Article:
The point raised by the hon. Lady in relation to getting through to HMRC is relevant, particularly given the closures of tax offices and the difficulty that my constituents are having when trying to contact HMRC. The guidance and forms on its website tend to be black and white, but the answer might be somewhere grey in the middle, so people have to phone to get the advice they need to fill in the form online appropriately. As I said, one of our concerns about the general movement towards making tax digital is how people can get advice on filling in online forms, never mind anything else. It is difficult for people to get through to HMRC, and that is a relevant consideration. We are inclined to vote against clause stand part when that comes. However, we would support the amendment, were it to be pressed to a vote.

Photo of Mel Stride Mel Stride Financial Secretary to the Treasury and Paymaster General

Before I respond to the amendment as well as the other points raised in the debate, let me first remind the Committee of what the clause seeks to achieve. As we have heard, it reduces the tax-free dividend allowance from £5,000 to £2,000 from April 2018. The change will ensure that support for investors is more effectively targeted and helps to deliver a fairer and more sustainable tax system. It will also help to reduce the tax differential between individuals working through their own company and those working as employees and self-employed. Crucially, it raises revenue to invest in our public services, raising approximately £2.6 billion out to 2021-22.

Since the tax-free dividend allowance was first announced, the landscape for small business owners, savers and investors has changed. The hon. Member for Oxford East specifically asked about support for businesses in the context of these changes. I can assure her that, as the party of business, we are wholeheartedly behind businesses. First, we have supported businesses by reducing the main corporation tax rate to 19%, which is now the lowest rate in the G20. Secondly, for savers, we have increased the amount of money that an individual can save or invest tax-free through an ISA, by the largest amount ever, to £20,000, nearly doubling the limit since 2010. Thirdly, we have continued to increase the personal allowance to £11,500 this April. We have committed to increasing it further, to £12,500, helping individuals keep more of the money that they earn.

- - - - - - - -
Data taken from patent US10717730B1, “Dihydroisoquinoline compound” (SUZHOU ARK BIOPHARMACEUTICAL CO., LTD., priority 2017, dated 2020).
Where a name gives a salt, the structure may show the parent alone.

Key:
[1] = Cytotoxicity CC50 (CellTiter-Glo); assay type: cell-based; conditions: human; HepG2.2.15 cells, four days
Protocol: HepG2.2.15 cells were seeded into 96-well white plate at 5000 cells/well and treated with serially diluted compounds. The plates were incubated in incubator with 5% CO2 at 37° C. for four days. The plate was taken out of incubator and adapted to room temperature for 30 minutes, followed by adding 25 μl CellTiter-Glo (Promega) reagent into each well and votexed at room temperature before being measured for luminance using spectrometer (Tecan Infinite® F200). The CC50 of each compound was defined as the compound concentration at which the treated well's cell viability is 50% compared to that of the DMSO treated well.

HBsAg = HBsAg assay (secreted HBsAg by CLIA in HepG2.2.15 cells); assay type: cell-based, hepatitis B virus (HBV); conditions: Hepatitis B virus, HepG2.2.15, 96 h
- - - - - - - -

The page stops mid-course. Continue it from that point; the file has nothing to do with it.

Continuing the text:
The hon. Member for Aberdeen North raised a specific point about response rates from HMRC to telephone contact. That is one of the measures that we are constantly looking at—how good are customer services—and I reassure her that it is one measure where HMRC performance has been relatively strong recently.

The clause should be considered in the context of that wider support for business and the need to deliver a tax system that works for everyone. We also need to take account of the ongoing trends in the different ways in which people are working. The design of the current tax system means that individuals who work through a company can pay significantly less tax than individuals who are self-employed or who work as employees. That can be true even when those individuals are doing very similar work.

At the autumn statement last year, the Office for Budget Responsibility estimated that the faster growth of new incorporations, compared with the growth of employment, would reduce tax receipts by an additional £3.5 billion in 2021-22. By that year, HMRC estimated that the cost to the public finances of the existing company population will be more than £6 billion.